Arnie Tanimoto | Viola da gamba | Cello

Arnie Tanimoto is equally at home playing various members of the viola da gamba family, as well as both modern and baroque cello. He is the first­ever viola da gamba major at The Juilliard School, where he has soloed on both viola da gamba and baroque cello. Described by The New York Times as a “fine instrumental soloist” Arnie has performed with some of the countries leading period ensembles, including the Boston Early Music Festival Ensemble, Trinity Baroque Orchestra, and Parthenia. He has participated in classes and coachings with notable artists, like William Christie, Anner Bylsma, Richard Egarr, and Christopher Hogwood. Arnie is an advocate for the viola da gamba, and can be found givin lecture demonstrations and premieres of new works for the instrument around the country. He holds degrees from Oberlin Conservatory (B.M.) and the Eastman School of Music (M.M). He currently resides in New York City, where he is pursuing a Master in Historical Performance at The Juilliard School under the tutelage of Sarah Cunningham. 

<- BACK TO MUSICIANS

Paul Holmes Morton | Theorbo

Paul.jpg

Paul Holmes Morton is native to the state of Pennsylvania, where he had his first music lessons on his father’s banjo and later the cello. After a youthful education of folk music, he went on to study classical guitar under the instruction of Ernesto Tamayo, Marc Teicholz, Sergio Assad, and was later introduced to the theorbo by Richard Savino while studying at San Francisco Conservatory of Music. Perpetually inspired by music as a vehicle to transport oneself across time and culture and class, Paul Holmes believes his music lives in bowtied concert halls, Italian cathedrals, smoky dive folk bars, the mountain towns of Appalachia, and everywhere in between. He is currently completing his studies at the Juilliard School under the instruction of Daniel Swenberg and Charles Weaver.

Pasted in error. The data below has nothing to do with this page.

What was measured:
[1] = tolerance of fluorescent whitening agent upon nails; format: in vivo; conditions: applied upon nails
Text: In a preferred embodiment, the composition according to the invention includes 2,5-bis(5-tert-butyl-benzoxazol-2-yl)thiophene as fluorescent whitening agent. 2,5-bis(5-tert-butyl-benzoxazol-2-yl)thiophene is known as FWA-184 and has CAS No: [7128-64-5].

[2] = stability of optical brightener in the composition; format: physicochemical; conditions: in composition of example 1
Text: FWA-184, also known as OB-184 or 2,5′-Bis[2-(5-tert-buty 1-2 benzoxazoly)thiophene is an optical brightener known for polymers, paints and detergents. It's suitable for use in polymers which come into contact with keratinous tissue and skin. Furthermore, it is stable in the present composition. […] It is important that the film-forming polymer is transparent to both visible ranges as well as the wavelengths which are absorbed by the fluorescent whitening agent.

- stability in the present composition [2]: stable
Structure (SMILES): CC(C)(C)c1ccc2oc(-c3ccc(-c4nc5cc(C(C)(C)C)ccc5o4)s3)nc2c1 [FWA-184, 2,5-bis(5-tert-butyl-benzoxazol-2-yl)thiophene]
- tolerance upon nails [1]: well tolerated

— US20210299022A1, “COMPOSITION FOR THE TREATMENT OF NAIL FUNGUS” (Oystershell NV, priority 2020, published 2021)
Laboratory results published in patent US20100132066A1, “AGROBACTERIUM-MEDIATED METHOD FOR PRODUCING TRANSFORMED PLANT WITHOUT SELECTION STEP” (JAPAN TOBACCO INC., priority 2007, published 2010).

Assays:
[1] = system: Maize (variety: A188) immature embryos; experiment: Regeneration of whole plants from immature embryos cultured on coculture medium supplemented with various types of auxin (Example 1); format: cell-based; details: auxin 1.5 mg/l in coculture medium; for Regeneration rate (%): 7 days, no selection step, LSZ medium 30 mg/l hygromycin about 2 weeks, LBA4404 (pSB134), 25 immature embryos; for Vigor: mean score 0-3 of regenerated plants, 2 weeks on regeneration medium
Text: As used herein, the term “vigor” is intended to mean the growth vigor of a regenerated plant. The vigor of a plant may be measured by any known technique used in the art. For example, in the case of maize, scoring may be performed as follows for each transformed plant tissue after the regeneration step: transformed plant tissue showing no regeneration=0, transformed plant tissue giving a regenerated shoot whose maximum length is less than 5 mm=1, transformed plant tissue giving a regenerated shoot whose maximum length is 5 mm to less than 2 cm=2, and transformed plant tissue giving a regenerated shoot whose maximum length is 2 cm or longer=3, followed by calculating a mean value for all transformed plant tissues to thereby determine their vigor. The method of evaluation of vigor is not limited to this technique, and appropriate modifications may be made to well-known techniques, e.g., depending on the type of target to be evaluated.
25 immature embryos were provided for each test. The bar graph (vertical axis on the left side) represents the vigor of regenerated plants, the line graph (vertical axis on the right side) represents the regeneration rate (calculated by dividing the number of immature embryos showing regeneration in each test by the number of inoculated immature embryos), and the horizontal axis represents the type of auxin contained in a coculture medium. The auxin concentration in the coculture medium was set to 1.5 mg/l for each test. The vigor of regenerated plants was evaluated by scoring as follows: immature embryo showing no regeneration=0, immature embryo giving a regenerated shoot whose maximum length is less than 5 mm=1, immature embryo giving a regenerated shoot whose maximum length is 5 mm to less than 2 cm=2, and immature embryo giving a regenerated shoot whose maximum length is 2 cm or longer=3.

<- BACK TO MUSICIANS

Owen McIntosh | Tenor

katrin-albert-photography-trident-94.jpg

A native of remote Northern California, Owen McIntosh as enjoyed a career of diverse musical endeavors from bluegrass to reggae, heavy metal to art song, and opera to oratorio. Heralded by critics as “stylistically impeccable,” he “sings with vocal energy and rhythmic bite” and his “strong yet sweet tenor voice” produces the “clearest lines and most nuanced performances.” Recent solo engagements include; St. Matthew Passion with Grand Rapids Symphony, il Ritorno d'Ulisse in Patria with Opera Omnia and Boston Baroque, and Evangelist in Bach's St. John Passion with Tucson Chamber Artists. Mr. McIntosh is also a core member of vocal chamber ensembles; Blue Heron, New Vintage Baroque, Gamut, Tucson Chamber Artists, and TENET, performing repertoire that spans history throughout the United States. Past performances include title role in Helios Early Opera’s production of David et Jonathas, Bach’s B Minor Mass with Tucson Chamber Artists, Evangelist in Telemann’s St. Luke and St. John Passion, Comprimario soloist in Opera Boston’s production of The Nose, and a Jordan Hall performance of Benjamin Britten’s Serenade for Tenor and Horn. Mr. McIntosh holds a masters degree from the New England Conservatory of Music. Arnie Tanimoto is equally at hom

<- BACK TO MUSICIANS